Editorial: Synthetic marijuana a disastrous product


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Last week, a group called Iowans Against Synthetics held its first protest of the sale of legal synthetic drugs outside the Den in downtown Iowa City, a local shop where such products are available.

Iowans Against Synthetics was founded primarily in opposition to the legal sale of synthetic marijuana. Similar products are marketed as incense and are essentially potpourri sprayed with a synthesized cannabinoid, a chemical that mimics the effects of marijuana on the brain.

Group cofounder Amy Sorenson told The Daily Iowan that the protest was motivated by many of the group’s members who have seen their children and other young people suffer serious health problems as a result of the product.

Indeed, synthetic marijuana is a disaster of a product. Marketed explicitly as incense and implicitly as a legal high, it has the unfortunate distinction of being a dangerous legal alternative to a relatively innocuous illegal substance. Sale and use of synthetic marijuana must be stopped.

The accounts of the product’s negative health effects are myriad. In the first three months of 2013, the American Association of Poison Control Centers received 659 calls about exposure to synthetic marijuana. In 2011, the poison center received nearly 7,000 calls on the subject.

A study of the effects of synthetic marijuana conducted at the University of Alabama found that the drug, despite its reputation as being “harmless” has been seen to cause “paranoia, aggressive behavior, anxiety, and short-term memory deficits” among its users.

The poison center notes that the product can cause “dangerous health effects, including psychotic episodes and seizures.”

According to a 2012 report from the Drug Abuse Warning Network, synthetic marijuana sent 11,406 people to the emergency room in 2010 alone.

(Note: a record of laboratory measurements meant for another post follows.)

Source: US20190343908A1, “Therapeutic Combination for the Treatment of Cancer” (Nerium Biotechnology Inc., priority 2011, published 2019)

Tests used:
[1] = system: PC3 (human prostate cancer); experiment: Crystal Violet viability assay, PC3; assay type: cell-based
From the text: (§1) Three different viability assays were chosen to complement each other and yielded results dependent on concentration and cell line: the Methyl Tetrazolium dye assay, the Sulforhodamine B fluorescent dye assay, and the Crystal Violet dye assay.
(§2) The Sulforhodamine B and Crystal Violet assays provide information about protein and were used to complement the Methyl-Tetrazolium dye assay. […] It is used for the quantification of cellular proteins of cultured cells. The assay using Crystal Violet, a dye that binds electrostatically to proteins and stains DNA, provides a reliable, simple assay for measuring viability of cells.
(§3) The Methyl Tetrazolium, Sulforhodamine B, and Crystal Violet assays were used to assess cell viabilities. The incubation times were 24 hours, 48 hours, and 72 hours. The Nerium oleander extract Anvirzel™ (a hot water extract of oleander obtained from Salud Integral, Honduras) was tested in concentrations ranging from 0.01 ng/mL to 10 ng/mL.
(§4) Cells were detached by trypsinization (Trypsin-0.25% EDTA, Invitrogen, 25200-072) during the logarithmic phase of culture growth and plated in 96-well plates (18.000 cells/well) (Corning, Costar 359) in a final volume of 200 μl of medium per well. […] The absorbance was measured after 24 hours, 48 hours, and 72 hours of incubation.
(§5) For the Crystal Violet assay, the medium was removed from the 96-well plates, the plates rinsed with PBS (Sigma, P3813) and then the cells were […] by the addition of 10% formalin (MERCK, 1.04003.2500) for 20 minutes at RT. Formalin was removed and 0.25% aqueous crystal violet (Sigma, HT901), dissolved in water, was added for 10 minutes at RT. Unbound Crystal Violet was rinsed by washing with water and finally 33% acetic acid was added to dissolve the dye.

In terms of short-term side effects and the potential for overdose, the dangers of synthetic marijuana far outweigh the dangers of regular, illegal marijuana. The latter isn’t 100 percent safe, necessarily, but it’s safer than the gas-station hallucinogens available to too many young people in Iowa and in the rest of the country.

In response to the burgeoning product, the Iowa government has attempted in the past to outlaw synthetic marijuana. In 2011, a ban on the product took effect, but manufacturers have been able to work around the law by slightly altering the chemical composition of the products.

This illustrates the rather sticky situation that legislators face when dealing with this product: How best to thwart an industry built on exploiting legal loopholes?

Good public policy should seek to change behavior by changing incentives. In this case, manufacturers of synthetic marijuana are responding to demand among young people for a legal, readily available alternative to marijuana or other illegal or tough-to-find drugs. Policy to thwart synthetic marijuana manufacturing should be designed to chip away at the demand for the product.

At the most basic level, the development of this quasi-illegal industry is an unintended consequence of marijuana prohibition. Demand for synthetic marijuana exists only because the real thing carries the risk of punishment. It is an odd characteristic of the current legal framework that the safer of two alternatives is illegal, while the more dangerous is stubbornly clinging to legality.

It’s a bit of a stretch to say that marijuana should be legalized to torpedo the demand for synthetic marijuana, but the death of the outrageously dangerous and exploitative synthetic marijuana business could certainly be a welcome consequence of legalization.

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